Sterling to Larned, Kansas. (60 mi.) Mile 1969
At breakfast this morning, our restaurant was decorated in a sunflower motif, across the street was a giant grain elevator, and the farmers at the next table were discussing tornado damage. No mistaking what state we are in. Over the course of traveling across Kansas, though, we have progressed from Midwestern to Western.
More and more buildings use weathered barn wood siding, the cattle industry influences the economy and decor, and irrigation is necessary for crops and lawns. At a small country market, we were staring into the refrigerated beverages as is our habit, when we noticed Starbuck's Frappuccino for sale. This isn't southern Appalachia anymore. We can truly say we are out West here in Larned, once an important post along the old Sante Fe Trail, a major trade route between central Missouri and New Mexico in the mid-
Many early western Kansas settlers lived in sod houses like this replica at the Santa Fe Trail Museum.
This morning we set a new personal record of 45 minutes from the time we opened our eyes to the time we had broken camp and were rolling down the road. No overcast, cool temperature today. The temperature was soaring toward 100 again by noon when we made it into the Larned Dairy Queen to cool down. Today's pace was the fastest yet.
Over 100 degrees in the shade.
Mayapple blooms outside of Larned
Riding through the Quivira National Wildlife Refuge
First order of business was to look for spare spokes at the Larned bike shop listed on our map, or what is left of it, a collection of bicycle parts in cardboard boxes stored in a garage. We pawed through a tangle of old spokes and found a few the right size to carry as spares. We have not had a broken spoke in two days. The next real bike shop is in Pueblo, CO, not that far away.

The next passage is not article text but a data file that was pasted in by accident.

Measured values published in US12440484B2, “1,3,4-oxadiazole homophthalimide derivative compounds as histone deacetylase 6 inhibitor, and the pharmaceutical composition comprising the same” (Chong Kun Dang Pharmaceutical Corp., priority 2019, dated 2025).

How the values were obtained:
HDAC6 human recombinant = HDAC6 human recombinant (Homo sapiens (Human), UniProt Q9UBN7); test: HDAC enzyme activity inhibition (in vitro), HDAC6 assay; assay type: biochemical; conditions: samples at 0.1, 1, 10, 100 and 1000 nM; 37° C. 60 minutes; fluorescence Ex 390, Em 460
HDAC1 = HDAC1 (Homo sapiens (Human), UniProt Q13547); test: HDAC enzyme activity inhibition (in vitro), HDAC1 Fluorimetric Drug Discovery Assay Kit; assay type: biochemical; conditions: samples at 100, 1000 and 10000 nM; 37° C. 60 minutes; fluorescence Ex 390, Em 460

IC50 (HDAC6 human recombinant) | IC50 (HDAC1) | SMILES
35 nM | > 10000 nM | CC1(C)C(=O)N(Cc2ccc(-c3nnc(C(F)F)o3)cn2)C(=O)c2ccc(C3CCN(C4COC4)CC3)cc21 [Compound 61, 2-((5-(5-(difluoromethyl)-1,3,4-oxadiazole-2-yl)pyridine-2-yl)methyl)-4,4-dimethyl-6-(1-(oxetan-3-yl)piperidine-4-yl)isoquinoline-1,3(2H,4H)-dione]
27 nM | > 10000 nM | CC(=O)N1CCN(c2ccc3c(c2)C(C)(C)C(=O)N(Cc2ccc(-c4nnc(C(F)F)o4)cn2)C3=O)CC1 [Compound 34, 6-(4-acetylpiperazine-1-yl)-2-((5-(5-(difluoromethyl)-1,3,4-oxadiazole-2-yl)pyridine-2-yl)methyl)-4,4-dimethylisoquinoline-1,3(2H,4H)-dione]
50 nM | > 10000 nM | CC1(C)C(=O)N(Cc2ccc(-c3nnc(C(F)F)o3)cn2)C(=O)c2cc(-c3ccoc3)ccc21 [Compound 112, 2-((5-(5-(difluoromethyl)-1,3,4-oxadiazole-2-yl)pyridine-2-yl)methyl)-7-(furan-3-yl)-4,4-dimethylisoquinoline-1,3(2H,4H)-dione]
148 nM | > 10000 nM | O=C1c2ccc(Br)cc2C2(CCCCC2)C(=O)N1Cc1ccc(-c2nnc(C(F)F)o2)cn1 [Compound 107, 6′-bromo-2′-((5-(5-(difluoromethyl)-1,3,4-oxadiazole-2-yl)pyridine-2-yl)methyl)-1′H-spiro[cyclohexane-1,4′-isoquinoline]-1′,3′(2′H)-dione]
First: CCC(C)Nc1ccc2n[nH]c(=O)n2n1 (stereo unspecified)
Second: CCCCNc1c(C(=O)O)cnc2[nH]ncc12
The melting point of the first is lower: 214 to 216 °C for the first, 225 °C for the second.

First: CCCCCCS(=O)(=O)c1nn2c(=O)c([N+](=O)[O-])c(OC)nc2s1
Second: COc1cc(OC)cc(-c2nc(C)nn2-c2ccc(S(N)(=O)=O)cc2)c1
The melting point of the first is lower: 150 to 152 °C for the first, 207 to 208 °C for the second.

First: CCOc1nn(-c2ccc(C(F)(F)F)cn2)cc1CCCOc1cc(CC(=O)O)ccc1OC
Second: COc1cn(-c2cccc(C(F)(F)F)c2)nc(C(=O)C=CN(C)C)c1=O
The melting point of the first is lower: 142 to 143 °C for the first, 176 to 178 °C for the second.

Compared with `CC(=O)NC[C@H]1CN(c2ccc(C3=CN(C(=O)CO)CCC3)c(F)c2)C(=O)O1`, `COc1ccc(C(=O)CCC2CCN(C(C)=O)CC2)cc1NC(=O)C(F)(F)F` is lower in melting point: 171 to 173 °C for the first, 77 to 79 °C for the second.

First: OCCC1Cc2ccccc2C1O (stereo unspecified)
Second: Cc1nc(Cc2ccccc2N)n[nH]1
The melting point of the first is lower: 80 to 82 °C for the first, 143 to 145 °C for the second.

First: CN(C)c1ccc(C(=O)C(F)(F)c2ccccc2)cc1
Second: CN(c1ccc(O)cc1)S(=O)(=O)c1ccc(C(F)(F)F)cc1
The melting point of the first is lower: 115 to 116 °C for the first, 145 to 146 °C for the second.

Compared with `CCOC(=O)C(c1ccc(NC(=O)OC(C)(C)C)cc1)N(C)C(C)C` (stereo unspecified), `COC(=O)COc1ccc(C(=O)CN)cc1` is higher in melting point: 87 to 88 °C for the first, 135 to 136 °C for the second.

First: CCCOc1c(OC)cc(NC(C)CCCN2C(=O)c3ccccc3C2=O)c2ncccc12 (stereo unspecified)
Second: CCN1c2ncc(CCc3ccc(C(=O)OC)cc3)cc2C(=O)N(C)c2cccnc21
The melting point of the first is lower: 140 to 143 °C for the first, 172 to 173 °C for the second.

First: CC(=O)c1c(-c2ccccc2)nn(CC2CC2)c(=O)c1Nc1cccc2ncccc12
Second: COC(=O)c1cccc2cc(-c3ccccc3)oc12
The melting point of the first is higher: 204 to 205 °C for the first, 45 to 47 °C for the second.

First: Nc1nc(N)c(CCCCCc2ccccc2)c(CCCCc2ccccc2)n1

This evening we are camping at the city park by the city pool again, where we can use the showers. The pool is packed with squealing kids enjoying the summer. So far, this is the "heart of the watermelon of summer", and approximately the halfway point of our trip. I remember having anxiety about bicycling across Kansas, but so far, Kansas has been great. We were ready for flat land after the eastern mountains, and we will probably be looking forward to mountains again when we have had enough flat land. Then, since it will have been a long time since we have had an ocean, we will be looking forward to another one. It is good that the country is organized this way.